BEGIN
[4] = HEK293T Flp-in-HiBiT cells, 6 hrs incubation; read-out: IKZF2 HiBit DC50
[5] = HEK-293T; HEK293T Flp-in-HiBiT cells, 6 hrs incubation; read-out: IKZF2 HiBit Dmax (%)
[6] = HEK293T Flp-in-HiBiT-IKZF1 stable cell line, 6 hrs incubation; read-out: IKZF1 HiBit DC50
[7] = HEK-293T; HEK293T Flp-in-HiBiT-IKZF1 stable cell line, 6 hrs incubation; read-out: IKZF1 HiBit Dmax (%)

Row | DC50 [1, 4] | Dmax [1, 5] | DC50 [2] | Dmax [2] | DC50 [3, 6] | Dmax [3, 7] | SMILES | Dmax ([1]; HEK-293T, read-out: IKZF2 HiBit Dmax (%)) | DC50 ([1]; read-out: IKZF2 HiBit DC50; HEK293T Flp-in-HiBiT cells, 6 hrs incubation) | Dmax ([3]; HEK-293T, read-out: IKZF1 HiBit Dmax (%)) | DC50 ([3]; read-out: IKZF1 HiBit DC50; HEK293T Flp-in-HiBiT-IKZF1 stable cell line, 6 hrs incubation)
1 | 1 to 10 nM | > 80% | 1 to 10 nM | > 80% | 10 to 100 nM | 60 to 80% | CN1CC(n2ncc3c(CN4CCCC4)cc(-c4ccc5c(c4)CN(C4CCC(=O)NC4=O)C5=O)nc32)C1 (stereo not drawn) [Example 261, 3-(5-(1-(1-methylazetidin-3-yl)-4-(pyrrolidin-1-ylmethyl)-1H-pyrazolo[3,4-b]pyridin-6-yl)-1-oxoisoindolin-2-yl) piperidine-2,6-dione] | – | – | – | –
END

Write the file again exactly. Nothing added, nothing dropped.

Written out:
[4] = HEK293T Flp-in-HiBiT cells, 6 hrs incubation; read-out: IKZF2 HiBit DC50
[5] = HEK-293T; HEK293T Flp-in-HiBiT cells, 6 hrs incubation; read-out: IKZF2 HiBit Dmax (%)
[6] = HEK293T Flp-in-HiBiT-IKZF1 stable cell line, 6 hrs incubation; read-out: IKZF1 HiBit DC50
[7] = HEK-293T; HEK293T Flp-in-HiBiT-IKZF1 stable cell line, 6 hrs incubation; read-out: IKZF1 HiBit Dmax (%)

Row | DC50 [1, 4] | Dmax [1, 5] | DC50 [2] | Dmax [2] | DC50 [3, 6] | Dmax [3, 7] | SMILES | Dmax ([1]; HEK-293T, read-out: IKZF2 HiBit Dmax (%)) | DC50 ([1]; read-out: IKZF2 HiBit DC50; HEK293T Flp-in-HiBiT cells, 6 hrs incubation) | Dmax ([3]; HEK-293T, read-out: IKZF1 HiBit Dmax (%)) | DC50 ([3]; read-out: IKZF1 HiBit DC50; HEK293T Flp-in-HiBiT-IKZF1 stable cell line, 6 hrs incubation)
1 | 1 to 10 nM | > 80% | 1 to 10 nM | > 80% | 10 to 100 nM | 60 to 80% | CN1CC(n2ncc3c(CN4CCCC4)cc(-c4ccc5c(c4)CN(C4CCC(=O)NC4=O)C5=O)nc32)C1 (stereo not drawn) [Example 261, 3-(5-(1-(1-methylazetidin-3-yl)-4-(pyrrolidin-1-ylmethyl)-1H-pyrazolo[3,4-b]pyridin-6-yl)-1-oxoisoindolin-2-yl) piperidine-2,6-dione] | – | – | – | –